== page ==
Discover why the U.S. economy has steadily recovered from the Great Recession, but not necessarily the job market.
Almost nine years after the Great Recession ended, entrepreneurs are forming new businesses at a fairly healthy pace again.
Here’s something they’re not creating at nearly the same clip: Jobs.
Start-ups are far leaner than they were before the 2007 to 2009 slump, relying on technology and a global workforce of freelancers. Full-time staffs, in many cases, are bare-bones.
Some entrepreneurs have limited hiring because they can’t get enough financing or are simply more frugal, especially after the financial trauma inflicted by the recession.
Take Calucro, a new company which has no staff and will help small businesses automate responses to customer calls when it starts running in about a month.
“You can be a lot more nimble if you don’t have a lot of full-time employees,” says Jeremy Brandt, the company’s founder. “I prefer to bootstrap it is much as I can at the beginning.”
On the one hand, technology such as cloud-based Internet services and a workforce of freelancers have allowed more Americans to start businesses since they require less capital and risk, says Sameeksha Desai, director of knowledge creation and research for the Kauffman Foundation, which studies entrepreneurship. On the other hand, those resources also let new firms do far more with fewer employees.
Growth in start-ups has been slow but steady over the last eight years. In 2017, about 415,000 businesses had at least one employee and were less than a year old, Labor Department figures show. That’s still about 9% below the 457,000 mark in 2007, but it’s an improvement from 326,000 in 2010.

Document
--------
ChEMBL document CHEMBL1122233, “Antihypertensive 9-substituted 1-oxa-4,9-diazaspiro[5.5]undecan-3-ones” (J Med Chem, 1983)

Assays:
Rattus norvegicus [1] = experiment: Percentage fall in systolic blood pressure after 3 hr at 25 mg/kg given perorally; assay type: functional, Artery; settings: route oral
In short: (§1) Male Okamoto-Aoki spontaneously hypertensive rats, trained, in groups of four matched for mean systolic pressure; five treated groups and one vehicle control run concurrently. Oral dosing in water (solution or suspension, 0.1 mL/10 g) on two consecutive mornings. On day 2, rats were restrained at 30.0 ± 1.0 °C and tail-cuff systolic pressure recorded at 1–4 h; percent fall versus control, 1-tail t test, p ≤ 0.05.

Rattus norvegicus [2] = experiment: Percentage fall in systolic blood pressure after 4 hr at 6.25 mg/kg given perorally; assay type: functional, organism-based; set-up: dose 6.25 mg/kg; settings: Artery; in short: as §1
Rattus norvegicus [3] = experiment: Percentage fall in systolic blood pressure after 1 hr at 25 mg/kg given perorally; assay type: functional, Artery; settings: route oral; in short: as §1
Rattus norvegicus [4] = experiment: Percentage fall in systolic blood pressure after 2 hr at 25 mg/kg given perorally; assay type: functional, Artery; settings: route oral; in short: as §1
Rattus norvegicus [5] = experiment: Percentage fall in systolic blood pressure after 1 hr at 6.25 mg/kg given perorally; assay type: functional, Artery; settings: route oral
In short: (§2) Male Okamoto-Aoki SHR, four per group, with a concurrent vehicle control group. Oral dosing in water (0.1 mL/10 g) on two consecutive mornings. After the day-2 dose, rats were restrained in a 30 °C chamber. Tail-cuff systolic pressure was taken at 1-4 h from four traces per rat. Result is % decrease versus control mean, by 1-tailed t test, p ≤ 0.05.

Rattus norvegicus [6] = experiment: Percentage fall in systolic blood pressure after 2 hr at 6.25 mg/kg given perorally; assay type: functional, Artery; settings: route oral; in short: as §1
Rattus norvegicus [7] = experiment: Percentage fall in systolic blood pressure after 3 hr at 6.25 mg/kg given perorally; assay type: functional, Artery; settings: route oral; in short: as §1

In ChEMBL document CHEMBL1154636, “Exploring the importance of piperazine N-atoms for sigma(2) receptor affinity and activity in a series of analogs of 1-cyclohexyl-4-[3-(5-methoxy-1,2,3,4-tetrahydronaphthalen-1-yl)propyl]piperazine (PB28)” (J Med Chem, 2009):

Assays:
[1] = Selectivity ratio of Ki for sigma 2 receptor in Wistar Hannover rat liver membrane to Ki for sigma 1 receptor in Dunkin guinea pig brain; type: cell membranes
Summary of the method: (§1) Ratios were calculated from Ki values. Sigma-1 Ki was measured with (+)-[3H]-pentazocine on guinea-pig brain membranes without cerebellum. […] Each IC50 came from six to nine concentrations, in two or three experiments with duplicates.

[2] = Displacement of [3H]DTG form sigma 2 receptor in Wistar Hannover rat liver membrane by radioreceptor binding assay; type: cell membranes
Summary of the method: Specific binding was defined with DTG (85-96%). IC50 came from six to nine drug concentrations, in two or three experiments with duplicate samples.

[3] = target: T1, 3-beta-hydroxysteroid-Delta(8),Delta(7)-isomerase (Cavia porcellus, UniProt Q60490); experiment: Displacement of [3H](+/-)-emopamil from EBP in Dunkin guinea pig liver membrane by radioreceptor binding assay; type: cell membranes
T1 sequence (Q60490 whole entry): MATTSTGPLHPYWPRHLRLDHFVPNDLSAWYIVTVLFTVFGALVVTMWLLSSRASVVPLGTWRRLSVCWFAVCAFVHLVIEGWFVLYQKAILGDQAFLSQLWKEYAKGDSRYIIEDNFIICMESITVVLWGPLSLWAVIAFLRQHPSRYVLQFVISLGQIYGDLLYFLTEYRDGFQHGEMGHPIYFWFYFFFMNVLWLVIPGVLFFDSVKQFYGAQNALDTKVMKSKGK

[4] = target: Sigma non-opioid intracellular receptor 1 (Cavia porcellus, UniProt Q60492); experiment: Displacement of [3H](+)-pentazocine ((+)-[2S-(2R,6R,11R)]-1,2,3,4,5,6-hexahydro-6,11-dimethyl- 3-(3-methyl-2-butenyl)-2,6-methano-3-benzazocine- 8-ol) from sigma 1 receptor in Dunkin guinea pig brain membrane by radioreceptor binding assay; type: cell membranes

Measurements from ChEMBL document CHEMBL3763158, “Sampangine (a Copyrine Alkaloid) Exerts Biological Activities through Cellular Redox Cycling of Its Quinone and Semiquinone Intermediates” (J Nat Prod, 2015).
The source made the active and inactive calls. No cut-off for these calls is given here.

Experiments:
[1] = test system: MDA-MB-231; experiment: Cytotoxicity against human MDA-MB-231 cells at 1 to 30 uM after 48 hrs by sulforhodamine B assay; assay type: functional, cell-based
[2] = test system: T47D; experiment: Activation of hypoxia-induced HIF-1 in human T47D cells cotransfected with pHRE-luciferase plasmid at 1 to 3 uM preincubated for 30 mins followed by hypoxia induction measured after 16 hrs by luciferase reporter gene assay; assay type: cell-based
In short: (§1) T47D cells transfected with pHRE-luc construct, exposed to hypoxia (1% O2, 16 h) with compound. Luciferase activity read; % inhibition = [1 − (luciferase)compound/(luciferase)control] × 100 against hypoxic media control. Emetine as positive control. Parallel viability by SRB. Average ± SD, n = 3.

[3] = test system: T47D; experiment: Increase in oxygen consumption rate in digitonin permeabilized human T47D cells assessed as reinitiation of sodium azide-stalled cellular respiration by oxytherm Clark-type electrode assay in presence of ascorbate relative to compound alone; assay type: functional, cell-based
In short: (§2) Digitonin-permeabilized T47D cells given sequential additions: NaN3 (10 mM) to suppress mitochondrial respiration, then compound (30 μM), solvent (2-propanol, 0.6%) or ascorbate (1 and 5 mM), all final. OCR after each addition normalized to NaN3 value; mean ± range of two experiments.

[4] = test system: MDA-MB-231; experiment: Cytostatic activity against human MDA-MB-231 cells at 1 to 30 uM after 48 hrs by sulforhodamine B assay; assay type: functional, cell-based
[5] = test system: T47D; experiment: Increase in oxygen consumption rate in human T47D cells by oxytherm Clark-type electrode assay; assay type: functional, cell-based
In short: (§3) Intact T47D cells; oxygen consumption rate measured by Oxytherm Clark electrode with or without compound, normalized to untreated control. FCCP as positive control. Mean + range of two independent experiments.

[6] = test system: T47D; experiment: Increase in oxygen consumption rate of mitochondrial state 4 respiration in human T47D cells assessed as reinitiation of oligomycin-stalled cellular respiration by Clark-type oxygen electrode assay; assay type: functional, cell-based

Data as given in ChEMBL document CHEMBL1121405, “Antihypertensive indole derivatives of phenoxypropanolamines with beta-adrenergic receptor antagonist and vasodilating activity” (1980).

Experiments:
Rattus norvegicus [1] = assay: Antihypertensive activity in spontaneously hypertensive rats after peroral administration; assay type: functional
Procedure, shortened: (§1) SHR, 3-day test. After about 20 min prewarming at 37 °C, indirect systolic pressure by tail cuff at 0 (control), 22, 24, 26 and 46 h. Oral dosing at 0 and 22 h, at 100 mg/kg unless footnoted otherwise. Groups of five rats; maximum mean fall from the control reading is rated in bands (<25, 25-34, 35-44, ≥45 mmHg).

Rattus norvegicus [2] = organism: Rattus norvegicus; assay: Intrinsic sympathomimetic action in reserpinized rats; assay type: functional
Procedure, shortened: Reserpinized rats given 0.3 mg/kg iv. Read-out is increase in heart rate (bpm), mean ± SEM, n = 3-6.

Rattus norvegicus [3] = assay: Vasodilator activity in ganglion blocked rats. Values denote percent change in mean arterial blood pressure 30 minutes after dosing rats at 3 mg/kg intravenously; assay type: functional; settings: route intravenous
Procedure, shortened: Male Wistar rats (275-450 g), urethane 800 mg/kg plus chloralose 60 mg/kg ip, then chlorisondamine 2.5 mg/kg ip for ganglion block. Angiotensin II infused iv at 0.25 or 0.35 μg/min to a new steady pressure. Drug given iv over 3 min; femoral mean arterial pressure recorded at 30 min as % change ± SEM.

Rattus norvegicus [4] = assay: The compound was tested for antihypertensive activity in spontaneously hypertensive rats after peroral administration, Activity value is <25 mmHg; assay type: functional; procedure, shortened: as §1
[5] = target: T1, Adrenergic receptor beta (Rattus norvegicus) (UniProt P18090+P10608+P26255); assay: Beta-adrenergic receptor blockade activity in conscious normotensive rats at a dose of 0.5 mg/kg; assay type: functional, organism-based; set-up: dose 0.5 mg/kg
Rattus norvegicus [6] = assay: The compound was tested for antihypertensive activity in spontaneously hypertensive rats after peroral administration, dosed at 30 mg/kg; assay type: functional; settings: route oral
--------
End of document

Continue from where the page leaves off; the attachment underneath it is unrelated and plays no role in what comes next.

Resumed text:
There are myriad reasons for the upswing; Rising home values have allowed aspiring business owners to use their houses as collateral for loans, and a better economy has inspired more risk-taking.
That’s an encouraging trend. Start-ups are more likely than older firms to come up with innovations and new approaches that lift productivity — or worker output — and economic prosperity, says Mark Vitner, senior economist with Wells Fargo. Gains in productivity have been sluggish since 2011.
“Start-ups make many valuable contributions to our economy,” Vitner says.
Yet the 1.7 million jobs generated by new businesses last year was up from 1.4 million in 2010, but well below the 2 million positions produced in 2006. Even more telling is that new firms that survive aren’t adding many new jobs as they mature. Businesses 1 to 4 years old created an average 3.6 jobs per firm last year, down from about four jobs in 2006.
That group accounted for just a quarter of the economy’s 12.9 million gross job gains last year.
The decline in job creation by new enterprises could be a worrisome harbinger for the economy. New and young businesses traditionally have made up the lion’s share of all new jobs, according to Kauffman.
“An interesting question is the extent to which that will continue to be the case in the future,” Desai says.